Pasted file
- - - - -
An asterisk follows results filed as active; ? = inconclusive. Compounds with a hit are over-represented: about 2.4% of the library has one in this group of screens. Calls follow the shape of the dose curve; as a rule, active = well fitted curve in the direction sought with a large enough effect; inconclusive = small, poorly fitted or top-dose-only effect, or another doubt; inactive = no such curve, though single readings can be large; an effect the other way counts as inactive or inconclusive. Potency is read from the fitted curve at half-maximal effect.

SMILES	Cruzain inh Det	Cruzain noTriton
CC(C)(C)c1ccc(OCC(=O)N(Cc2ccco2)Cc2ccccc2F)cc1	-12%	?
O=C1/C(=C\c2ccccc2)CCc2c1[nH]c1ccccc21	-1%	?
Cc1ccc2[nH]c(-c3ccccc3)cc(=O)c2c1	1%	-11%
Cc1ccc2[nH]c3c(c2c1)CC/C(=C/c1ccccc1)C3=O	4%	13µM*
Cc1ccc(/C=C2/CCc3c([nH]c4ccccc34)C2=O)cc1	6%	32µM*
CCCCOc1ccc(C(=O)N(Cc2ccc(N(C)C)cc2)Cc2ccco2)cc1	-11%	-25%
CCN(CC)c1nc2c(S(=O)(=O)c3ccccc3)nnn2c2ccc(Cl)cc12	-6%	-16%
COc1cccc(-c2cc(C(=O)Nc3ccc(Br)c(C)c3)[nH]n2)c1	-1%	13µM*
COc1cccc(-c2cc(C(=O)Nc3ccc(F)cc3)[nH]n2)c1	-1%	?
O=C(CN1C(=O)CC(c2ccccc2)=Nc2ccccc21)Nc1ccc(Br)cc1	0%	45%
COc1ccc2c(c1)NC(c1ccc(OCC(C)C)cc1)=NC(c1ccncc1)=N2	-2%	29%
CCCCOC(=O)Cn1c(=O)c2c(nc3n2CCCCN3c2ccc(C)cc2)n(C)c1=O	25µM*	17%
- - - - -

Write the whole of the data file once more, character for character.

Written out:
An asterisk follows results filed as active; ? = inconclusive. Compounds with a hit are over-represented: about 2.4% of the library has one in this group of screens. Calls follow the shape of the dose curve; as a rule, active = well fitted curve in the direction sought with a large enough effect; inconclusive = small, poorly fitted or top-dose-only effect, or another doubt; inactive = no such curve, though single readings can be large; an effect the other way counts as inactive or inconclusive. Potency is read from the fitted curve at half-maximal effect.

SMILES	Cruzain inh Det	Cruzain noTriton
CC(C)(C)c1ccc(OCC(=O)N(Cc2ccco2)Cc2ccccc2F)cc1	-12%	?
O=C1/C(=C\c2ccccc2)CCc2c1[nH]c1ccccc21	-1%	?
Cc1ccc2[nH]c(-c3ccccc3)cc(=O)c2c1	1%	-11%
Cc1ccc2[nH]c3c(c2c1)CC/C(=C/c1ccccc1)C3=O	4%	13µM*
Cc1ccc(/C=C2/CCc3c([nH]c4ccccc34)C2=O)cc1	6%	32µM*
CCCCOc1ccc(C(=O)N(Cc2ccc(N(C)C)cc2)Cc2ccco2)cc1	-11%	-25%
CCN(CC)c1nc2c(S(=O)(=O)c3ccccc3)nnn2c2ccc(Cl)cc12	-6%	-16%
COc1cccc(-c2cc(C(=O)Nc3ccc(Br)c(C)c3)[nH]n2)c1	-1%	13µM*
COc1cccc(-c2cc(C(=O)Nc3ccc(F)cc3)[nH]n2)c1	-1%	?
O=C(CN1C(=O)CC(c2ccccc2)=Nc2ccccc21)Nc1ccc(Br)cc1	0%	45%
COc1ccc2c(c1)NC(c1ccc(OCC(C)C)cc1)=NC(c1ccncc1)=N2	-2%	29%
CCCCOC(=O)Cn1c(=O)c2c(nc3n2CCCCN3c2ccc(C)cc2)n(C)c1=O	25µM*	17%